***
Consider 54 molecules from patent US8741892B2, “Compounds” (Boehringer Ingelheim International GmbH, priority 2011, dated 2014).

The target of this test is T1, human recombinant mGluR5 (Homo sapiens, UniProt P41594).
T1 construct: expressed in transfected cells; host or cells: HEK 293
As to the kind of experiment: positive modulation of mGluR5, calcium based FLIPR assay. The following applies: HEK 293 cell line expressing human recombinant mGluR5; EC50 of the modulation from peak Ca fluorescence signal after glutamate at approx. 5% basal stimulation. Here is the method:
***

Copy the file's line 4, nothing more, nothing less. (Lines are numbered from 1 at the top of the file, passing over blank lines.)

As to the kind of experiment: positive modulation of mGluR5, calcium based FLIPR assay. The following applies: HEK 293 cell line expressing human recombinant mGluR5; EC50 of the modulation from peak Ca fluorescence signal after glutamate at approx. 5% basal stimulation. Here is the method: